The Heating Oil Dealer’s Pricing Program Checklist
by Richard Larkin, Hedge Solutions
How to properly hedge your customer offers this heating season
Since it’s August and most of you have launched your winter pricing programs, I thought it would be a good time to cover a short checklist while sprinkling some thoughts around the latest pricing dynamics on heating oil. I’ve highlighted each bullet and added commentary for easy browsing.
Review the programs: If you followed my 30-year-old D.E.D. rule (develop, execute, discipline), you should be close to completion on the execution of your game plan, and if you exercised discipline to that plan, you’re sitting pretty well right now. Now is a good time to review the stats, however. How many gallons are on the plans? Are you covered at between 80 and 100 percent? As you wind down your program, it’s a good exercise to review your ratios of wet barrels and put options to call options. How well have you balanced those out?
Pace of sales: While we often do a pretty good job of forecasting how many gallons we’re selling on the programs, few track this important metric. How much volume per day or per week is coming into the program? This is an important stat that reveals to you the historical pace of sales once the offer is launched. Discerning this information will tell you both how receptive your customers are year-to-year, as well as how much volume is still out there. Now is a good time to review it and incorporate it to future years.
Basis differentials: In the May issue, I wrote about the importance of understanding the basis relationship and applying that to the mix here (Editor’s note: see “Locating Lost Opportunity”). Most of you are still purchasing oil at an 8-to-14-cent discount to the CME spot contract. We covered this in the June issue (see “Recovery Spells Economic Opportunity for Heating Oil”). The extreme price increases in D4 RINs have caused a significant inverse in the basis relationships. Locking in these differentials for winter months is something you might consider.
Accounting: Do you know what your margin is on the programs? Believe it or not, most dealers do not have a solid handle on this number. They have an idea or at least they think so. Most do not have a worksheet that stresses the sales/hedge equation over every conceivable move in prices. This forward profit and loss view allows you to see the impact to your profit margin based on the price movement and a change in the basis relationship. We use a program called Hedge Insite. It’s difficult, but not impossible, to do this in a spreadsheet environment, particularly if you are trying to stress your exposure to a cap pricing program. There are a lot of moving parts that have to be tested: price, basis, rack to retail margin, etc.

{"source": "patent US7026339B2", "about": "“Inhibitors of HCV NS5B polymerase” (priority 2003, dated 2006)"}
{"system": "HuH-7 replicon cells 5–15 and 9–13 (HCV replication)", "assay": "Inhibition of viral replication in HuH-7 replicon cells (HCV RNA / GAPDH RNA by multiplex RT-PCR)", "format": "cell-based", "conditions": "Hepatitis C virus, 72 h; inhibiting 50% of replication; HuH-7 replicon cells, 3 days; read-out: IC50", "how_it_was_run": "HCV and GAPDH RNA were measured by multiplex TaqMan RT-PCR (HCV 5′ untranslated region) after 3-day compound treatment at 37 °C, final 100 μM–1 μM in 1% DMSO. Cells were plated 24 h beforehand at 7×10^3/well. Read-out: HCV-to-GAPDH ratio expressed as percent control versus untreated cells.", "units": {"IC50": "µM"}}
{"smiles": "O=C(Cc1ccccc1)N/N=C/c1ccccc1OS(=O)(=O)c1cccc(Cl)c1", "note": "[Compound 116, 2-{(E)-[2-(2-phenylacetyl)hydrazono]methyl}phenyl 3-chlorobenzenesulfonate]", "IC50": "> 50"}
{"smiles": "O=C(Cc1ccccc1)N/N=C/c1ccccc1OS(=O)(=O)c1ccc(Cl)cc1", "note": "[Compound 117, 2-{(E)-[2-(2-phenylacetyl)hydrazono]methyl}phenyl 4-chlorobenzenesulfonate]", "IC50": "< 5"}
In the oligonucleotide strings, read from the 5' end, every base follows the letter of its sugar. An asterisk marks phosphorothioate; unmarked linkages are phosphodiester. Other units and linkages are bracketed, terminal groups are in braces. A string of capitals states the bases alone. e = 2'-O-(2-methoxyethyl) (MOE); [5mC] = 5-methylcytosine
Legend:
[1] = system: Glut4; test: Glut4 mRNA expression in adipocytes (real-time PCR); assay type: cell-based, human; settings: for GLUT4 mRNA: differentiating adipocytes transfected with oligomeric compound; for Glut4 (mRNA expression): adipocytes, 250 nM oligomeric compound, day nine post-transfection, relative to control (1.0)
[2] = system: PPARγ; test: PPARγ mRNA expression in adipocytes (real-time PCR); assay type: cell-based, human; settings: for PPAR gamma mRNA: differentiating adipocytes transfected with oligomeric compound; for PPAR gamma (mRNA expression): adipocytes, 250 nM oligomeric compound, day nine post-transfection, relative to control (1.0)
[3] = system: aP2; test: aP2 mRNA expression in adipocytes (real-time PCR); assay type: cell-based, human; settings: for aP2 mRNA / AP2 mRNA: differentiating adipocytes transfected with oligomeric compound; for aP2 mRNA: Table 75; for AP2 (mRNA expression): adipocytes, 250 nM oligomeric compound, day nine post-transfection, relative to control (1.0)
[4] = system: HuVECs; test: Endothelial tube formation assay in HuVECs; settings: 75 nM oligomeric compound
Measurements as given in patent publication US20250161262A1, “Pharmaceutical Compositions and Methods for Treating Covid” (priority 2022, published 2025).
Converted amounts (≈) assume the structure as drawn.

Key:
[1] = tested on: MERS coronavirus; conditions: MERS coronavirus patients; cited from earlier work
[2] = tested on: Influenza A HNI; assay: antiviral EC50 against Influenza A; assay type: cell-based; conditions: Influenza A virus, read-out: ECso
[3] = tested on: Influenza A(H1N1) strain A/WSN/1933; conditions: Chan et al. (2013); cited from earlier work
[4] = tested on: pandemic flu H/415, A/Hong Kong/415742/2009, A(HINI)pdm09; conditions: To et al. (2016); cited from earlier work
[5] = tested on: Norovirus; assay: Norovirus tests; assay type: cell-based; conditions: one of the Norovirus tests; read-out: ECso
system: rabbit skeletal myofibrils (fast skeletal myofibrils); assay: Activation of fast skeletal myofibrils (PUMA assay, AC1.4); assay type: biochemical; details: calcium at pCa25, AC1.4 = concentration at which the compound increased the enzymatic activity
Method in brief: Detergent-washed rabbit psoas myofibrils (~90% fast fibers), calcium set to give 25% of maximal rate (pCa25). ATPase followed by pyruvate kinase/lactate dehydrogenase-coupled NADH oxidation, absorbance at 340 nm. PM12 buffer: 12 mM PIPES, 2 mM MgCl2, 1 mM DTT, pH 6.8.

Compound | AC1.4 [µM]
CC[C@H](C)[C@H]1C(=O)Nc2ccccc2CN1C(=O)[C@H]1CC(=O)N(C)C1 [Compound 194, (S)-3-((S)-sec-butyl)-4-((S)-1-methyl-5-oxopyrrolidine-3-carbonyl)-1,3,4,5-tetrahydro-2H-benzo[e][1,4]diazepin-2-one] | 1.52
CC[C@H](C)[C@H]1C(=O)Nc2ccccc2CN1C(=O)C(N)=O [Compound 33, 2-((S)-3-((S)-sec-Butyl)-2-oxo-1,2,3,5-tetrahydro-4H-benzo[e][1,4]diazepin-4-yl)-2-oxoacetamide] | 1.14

Post delivery actuals reporting: This is super critical to your success both current and in the future! And, my goodness, why wouldn’t you want to see this information? Most back-office software will allow you to query the gallons delivered to each specific pricing group. You should be reviewing this data at the end of each delivery month. It will tell you firsthand how well you did forecasting the delivery curve for your program gallons. Most importantly, it will tell you how well you did hedging those gallons! A simple worksheet that incorporates COGS, wet barrels, and options returns against sale revenue for each category will give you the profit and loss number for each program.
Summary: Finally, if you haven’t launched your offer yet, it’s never too late. The consumer is nervous about oil prices. They’ve been watching gasoline prices go higher and higher since November 3. They’ve been watching food prices and practically every other spending category in their budgets go up over the past eight months. Our clients are reporting robust sign ups for pricing programs. If you are out there selling, you must hedge! I could take up a whole issue in this magazine giving solid arguments for oil prices going up or down this coming heating season. Don’t fall for those forecasts! They’re wrong most of the time. New Covid variants, OPEC+, hurricanes, EVs, and on and on… We sell a global commodity. There are too many variables that will cause the price to move up or down significantly over the next several months. The one reliable constant is volatility. So make sure you hedge your exposure to both rising and falling prices.
And please be sure to stop by and visit us at Booth 209 at the NEFI Heat Show in September!
Rich Larkin is President of risk management consultancy Hedge Solutions. He can be reached at 800-709-2949 or email@example.com.
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